Monday, 3 November 2014

Can we still learn from Disgraced Rabbis?

I received many comments about my last email on Halloween celebrations. Some said I shouldn't have said it was forbidden just not recommended. But the vast majority of comments were focused on the fact that I quoted Rabbi Broyde as my source. To paraphrase the comments they went something like this. "How can a Rabbi who has been disgraced still be used for halachic rulings? It would be better to quote other Rabbis or at the very least to give a disclaimer of his past deeds."

I decided after talking and emailing with those who made comments that I should write a blog on the permissibility or validity of quoting disgraced Rabbis in halakhic rulings. And even if it is technically ok, is it appropriate to do so? Furthermore, should we continue to learn from their many articles and books?

Before jumping into this question I want to add a further layer to this discussion. To what extent does one's actions at the end of a person's life change forever their legacy. Using an example from the last couple of weeks. Noach is described at first as a righteous man, perfect in his generation, who walked with God. He and his family were saved from the flood and from his family mankind would start all over again. This we all know well.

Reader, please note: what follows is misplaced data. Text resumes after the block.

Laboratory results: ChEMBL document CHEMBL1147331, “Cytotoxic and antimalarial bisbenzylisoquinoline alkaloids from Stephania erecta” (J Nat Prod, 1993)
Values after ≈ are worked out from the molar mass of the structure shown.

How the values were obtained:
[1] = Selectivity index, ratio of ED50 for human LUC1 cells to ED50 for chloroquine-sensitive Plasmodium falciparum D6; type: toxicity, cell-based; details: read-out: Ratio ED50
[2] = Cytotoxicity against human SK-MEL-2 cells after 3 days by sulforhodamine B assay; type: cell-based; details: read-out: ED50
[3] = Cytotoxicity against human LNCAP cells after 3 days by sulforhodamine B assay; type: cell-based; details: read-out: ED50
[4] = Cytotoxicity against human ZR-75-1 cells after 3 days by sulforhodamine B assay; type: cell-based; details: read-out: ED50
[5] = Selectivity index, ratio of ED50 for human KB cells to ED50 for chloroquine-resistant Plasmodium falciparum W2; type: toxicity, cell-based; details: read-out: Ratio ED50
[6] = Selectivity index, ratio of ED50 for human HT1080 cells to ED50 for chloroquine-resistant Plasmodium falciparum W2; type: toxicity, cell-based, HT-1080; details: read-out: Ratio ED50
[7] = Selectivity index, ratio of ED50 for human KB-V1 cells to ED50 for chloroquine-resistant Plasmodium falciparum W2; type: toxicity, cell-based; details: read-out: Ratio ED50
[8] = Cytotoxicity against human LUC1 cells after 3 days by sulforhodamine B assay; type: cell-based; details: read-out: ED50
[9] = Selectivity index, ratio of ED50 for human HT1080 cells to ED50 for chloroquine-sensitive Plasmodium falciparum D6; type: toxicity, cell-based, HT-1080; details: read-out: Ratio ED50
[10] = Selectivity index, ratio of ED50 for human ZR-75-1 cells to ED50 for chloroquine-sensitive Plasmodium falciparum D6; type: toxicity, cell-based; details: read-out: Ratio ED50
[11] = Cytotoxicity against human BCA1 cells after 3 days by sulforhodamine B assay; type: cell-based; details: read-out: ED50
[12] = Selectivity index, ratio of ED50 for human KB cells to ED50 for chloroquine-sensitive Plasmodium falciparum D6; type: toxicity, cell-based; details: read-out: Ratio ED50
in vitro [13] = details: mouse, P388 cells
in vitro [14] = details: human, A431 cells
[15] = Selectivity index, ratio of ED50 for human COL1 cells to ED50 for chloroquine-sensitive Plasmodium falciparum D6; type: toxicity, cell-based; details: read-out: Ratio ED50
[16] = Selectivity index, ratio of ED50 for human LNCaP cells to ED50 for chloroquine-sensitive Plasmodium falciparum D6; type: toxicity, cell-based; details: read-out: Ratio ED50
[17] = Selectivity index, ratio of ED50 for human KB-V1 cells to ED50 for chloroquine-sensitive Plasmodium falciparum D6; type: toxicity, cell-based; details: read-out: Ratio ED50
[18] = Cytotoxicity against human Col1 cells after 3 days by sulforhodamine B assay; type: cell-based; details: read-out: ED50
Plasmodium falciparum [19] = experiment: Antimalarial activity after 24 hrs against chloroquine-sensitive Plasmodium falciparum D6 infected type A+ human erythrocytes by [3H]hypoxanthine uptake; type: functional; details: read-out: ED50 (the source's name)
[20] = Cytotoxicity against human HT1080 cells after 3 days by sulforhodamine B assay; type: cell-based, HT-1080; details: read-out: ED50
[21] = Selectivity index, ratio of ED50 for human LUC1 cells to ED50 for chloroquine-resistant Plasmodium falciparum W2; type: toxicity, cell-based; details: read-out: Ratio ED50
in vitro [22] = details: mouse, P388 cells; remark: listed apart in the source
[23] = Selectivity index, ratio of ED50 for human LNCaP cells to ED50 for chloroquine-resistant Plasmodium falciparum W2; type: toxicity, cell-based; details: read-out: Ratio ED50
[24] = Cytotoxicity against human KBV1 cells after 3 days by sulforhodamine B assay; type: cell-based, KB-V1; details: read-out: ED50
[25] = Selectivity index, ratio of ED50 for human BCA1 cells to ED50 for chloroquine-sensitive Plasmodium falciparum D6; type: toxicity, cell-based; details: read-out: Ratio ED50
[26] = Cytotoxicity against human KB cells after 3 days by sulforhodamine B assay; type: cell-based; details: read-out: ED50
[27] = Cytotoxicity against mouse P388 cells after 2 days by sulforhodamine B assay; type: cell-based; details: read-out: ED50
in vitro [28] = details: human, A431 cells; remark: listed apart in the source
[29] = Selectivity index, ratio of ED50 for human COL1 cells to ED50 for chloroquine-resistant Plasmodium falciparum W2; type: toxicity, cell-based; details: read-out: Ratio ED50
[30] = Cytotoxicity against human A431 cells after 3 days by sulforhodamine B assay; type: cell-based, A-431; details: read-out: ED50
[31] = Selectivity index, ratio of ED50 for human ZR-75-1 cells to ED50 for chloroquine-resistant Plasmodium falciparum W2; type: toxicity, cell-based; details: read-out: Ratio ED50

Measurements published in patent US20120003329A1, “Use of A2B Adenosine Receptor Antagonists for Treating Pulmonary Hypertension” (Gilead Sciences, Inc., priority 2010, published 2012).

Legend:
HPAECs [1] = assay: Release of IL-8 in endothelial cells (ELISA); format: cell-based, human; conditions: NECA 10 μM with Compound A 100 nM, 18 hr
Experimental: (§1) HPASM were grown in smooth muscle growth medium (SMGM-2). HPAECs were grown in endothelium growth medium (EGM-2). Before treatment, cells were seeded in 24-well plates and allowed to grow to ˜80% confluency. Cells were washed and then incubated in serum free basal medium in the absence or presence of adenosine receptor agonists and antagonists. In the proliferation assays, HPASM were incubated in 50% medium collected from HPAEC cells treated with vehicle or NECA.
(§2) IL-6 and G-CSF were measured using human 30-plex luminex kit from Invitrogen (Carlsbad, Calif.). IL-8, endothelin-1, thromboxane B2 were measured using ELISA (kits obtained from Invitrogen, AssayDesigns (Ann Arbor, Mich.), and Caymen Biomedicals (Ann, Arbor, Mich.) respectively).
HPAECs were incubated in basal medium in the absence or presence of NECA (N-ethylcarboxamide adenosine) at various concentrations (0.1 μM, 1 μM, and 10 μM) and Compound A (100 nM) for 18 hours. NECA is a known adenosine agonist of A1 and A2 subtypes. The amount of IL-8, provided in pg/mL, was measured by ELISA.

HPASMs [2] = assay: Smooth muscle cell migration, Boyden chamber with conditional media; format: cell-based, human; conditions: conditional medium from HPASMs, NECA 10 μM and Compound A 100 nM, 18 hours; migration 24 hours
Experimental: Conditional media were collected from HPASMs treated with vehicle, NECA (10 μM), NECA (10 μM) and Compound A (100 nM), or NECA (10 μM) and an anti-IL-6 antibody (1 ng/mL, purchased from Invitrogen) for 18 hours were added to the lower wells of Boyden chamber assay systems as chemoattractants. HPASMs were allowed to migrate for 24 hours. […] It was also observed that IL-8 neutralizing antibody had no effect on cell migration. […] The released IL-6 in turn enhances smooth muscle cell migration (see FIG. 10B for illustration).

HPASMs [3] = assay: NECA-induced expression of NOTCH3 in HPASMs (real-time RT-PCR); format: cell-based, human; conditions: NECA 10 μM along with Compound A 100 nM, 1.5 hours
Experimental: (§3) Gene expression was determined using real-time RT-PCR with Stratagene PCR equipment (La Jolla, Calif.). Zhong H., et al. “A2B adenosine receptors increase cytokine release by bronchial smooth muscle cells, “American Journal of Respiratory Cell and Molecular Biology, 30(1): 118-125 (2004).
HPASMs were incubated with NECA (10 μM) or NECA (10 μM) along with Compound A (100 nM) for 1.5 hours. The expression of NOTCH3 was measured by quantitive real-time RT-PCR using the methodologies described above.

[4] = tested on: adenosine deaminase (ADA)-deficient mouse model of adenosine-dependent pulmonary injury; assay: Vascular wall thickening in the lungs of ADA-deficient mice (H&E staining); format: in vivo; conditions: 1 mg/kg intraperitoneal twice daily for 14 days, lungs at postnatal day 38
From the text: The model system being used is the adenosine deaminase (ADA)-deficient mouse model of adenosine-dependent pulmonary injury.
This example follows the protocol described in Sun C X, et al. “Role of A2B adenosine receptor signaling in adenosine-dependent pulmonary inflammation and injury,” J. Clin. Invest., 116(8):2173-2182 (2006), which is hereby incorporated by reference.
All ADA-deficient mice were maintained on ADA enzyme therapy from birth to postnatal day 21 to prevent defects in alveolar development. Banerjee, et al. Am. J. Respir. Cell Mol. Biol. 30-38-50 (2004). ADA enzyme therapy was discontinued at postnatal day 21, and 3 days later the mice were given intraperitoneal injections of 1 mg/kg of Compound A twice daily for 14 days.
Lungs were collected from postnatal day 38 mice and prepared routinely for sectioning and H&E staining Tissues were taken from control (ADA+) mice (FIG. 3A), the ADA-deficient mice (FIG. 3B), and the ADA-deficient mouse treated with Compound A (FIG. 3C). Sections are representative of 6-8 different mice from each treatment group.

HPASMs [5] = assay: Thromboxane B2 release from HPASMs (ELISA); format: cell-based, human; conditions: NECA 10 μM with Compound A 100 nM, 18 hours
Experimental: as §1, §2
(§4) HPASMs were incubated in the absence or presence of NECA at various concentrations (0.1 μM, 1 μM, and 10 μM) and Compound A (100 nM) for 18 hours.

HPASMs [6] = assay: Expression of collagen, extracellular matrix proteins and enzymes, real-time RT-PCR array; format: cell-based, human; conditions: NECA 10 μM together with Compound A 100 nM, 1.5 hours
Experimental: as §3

However, at the end of the Torah portion, there is a less known section when Noach post flood, plants a vineyard, makes wine and gets drunk. In many ways this could be explained as Noach being depressed and melancholy after the flood for having not saved the world. He then curses one of his children and one of his grandchildren and blesses the rest. This is the last we hear of Noach. Despite living at the same time as Avraham. (Noach was still alive when Avraham was 58). The Torah does not recount a discussion between Avraham and Noach. Could it be that post flood, Noach was no longer the great man?  Or could it be that Avraham would not wish to seek out the man chosen to save the world? Could it be that Noach was now notorious?!

I want to start by discussing two famous personalities of the Talmud Rabbi Meir and his teacher Elisha Ben Avuya/Acher. The following is based on a piece of aggadah from Masekhet Hagiga. Acher was a great Torah scholar, who along with three other great Rabbis entered Paradise.